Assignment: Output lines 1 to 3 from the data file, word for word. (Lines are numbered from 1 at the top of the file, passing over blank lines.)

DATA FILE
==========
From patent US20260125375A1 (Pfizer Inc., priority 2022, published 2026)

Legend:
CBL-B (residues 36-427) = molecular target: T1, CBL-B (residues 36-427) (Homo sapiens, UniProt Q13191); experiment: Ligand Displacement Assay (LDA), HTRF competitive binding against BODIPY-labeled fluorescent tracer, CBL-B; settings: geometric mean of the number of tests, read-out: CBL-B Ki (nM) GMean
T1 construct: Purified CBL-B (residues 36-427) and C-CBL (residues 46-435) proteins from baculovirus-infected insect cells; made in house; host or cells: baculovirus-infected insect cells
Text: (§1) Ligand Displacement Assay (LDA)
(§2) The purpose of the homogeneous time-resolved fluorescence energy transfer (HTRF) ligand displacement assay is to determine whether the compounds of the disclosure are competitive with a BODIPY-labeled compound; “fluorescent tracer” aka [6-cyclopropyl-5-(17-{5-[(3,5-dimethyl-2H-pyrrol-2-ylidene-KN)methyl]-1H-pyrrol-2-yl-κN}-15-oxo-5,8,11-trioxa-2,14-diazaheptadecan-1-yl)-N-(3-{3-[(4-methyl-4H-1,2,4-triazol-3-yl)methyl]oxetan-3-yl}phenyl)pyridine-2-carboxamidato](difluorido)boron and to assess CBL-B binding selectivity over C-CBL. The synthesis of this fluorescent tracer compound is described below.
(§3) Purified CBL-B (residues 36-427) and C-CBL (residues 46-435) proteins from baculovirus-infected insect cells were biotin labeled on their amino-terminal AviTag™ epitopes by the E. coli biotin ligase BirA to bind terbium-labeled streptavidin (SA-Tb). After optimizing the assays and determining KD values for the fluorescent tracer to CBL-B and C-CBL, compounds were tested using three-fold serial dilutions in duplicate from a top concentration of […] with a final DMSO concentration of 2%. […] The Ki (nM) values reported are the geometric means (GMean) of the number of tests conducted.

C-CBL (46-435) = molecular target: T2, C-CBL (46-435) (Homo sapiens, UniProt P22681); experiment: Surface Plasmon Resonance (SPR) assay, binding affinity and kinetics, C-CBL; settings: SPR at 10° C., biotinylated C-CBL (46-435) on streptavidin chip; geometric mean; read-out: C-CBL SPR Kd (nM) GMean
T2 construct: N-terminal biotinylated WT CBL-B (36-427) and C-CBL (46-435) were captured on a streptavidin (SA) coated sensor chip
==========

From patent US20260125375A1 (Pfizer Inc., priority 2022, published 2026)

Legend:
CBL-B (residues 36-427) = molecular target: T1, CBL-B (residues 36-427) (Homo sapiens, UniProt Q13191); experiment: Ligand Displacement Assay (LDA), HTRF competitive binding against BODIPY-labeled fluorescent tracer, CBL-B; settings: geometric mean of the number of tests, read-out: CBL-B Ki (nM) GMean